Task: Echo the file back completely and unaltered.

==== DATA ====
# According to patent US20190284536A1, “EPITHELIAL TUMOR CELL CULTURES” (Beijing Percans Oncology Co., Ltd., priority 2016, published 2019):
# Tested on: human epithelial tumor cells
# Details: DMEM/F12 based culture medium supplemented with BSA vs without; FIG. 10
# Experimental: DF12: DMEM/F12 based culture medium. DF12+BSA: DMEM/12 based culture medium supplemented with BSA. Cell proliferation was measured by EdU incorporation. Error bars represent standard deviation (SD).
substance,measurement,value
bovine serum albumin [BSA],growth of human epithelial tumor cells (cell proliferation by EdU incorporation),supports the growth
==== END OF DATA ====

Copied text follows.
# According to patent US20190284536A1, “EPITHELIAL TUMOR CELL CULTURES” (Beijing Percans Oncology Co., Ltd., priority 2016, published 2019):
# Tested on: human epithelial tumor cells
# Details: DMEM/F12 based culture medium supplemented with BSA vs without; FIG. 10
# Experimental: DF12: DMEM/F12 based culture medium. DF12+BSA: DMEM/12 based culture medium supplemented with BSA. Cell proliferation was measured by EdU incorporation. Error bars represent standard deviation (SD).
substance,measurement,value
bovine serum albumin [BSA],growth of human epithelial tumor cells (cell proliferation by EdU incorporation),supports the growth